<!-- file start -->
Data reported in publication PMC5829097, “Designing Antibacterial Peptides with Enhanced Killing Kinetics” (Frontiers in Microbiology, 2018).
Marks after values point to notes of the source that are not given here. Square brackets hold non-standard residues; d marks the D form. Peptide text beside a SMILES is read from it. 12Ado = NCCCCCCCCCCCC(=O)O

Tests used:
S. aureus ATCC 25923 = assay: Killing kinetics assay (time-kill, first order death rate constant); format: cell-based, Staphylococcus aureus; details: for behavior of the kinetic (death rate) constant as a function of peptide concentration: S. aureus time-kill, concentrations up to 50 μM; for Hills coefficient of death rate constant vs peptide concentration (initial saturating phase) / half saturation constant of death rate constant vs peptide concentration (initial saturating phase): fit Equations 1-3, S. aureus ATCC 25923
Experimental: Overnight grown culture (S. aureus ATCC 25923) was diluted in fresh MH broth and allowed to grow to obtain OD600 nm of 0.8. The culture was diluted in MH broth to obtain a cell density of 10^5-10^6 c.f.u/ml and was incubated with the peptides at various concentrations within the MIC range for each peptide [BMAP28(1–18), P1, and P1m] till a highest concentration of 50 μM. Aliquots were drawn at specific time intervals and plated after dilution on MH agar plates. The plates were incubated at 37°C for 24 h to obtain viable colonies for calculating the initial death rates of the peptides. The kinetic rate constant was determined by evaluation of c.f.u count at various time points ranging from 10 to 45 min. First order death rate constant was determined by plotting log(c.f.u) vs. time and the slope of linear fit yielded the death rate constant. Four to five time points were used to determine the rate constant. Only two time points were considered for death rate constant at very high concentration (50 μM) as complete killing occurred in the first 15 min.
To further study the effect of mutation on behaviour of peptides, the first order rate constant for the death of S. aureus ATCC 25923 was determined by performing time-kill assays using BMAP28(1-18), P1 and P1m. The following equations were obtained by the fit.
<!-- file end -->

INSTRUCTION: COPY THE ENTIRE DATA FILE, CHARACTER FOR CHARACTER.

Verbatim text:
Data reported in publication PMC5829097, “Designing Antibacterial Peptides with Enhanced Killing Kinetics” (Frontiers in Microbiology, 2018).
Marks after values point to notes of the source that are not given here. Square brackets hold non-standard residues; d marks the D form. Peptide text beside a SMILES is read from it. 12Ado = NCCCCCCCCCCCC(=O)O

Tests used:
S. aureus ATCC 25923 = assay: Killing kinetics assay (time-kill, first order death rate constant); format: cell-based, Staphylococcus aureus; details: for behavior of the kinetic (death rate) constant as a function of peptide concentration: S. aureus time-kill, concentrations up to 50 μM; for Hills coefficient of death rate constant vs peptide concentration (initial saturating phase) / half saturation constant of death rate constant vs peptide concentration (initial saturating phase): fit Equations 1-3, S. aureus ATCC 25923
Experimental: Overnight grown culture (S. aureus ATCC 25923) was diluted in fresh MH broth and allowed to grow to obtain OD600 nm of 0.8. The culture was diluted in MH broth to obtain a cell density of 10^5-10^6 c.f.u/ml and was incubated with the peptides at various concentrations within the MIC range for each peptide [BMAP28(1–18), P1, and P1m] till a highest concentration of 50 μM. Aliquots were drawn at specific time intervals and plated after dilution on MH agar plates. The plates were incubated at 37°C for 24 h to obtain viable colonies for calculating the initial death rates of the peptides. The kinetic rate constant was determined by evaluation of c.f.u count at various time points ranging from 10 to 45 min. First order death rate constant was determined by plotting log(c.f.u) vs. time and the slope of linear fit yielded the death rate constant. Four to five time points were used to determine the rate constant. Only two time points were considered for death rate constant at very high concentration (50 μM) as complete killing occurred in the first 15 min.
To further study the effect of mutation on behaviour of peptides, the first order rate constant for the death of S. aureus ATCC 25923 was determined by performing time-kill assays using BMAP28(1-18), P1 and P1m. The following equations were obtained by the fit.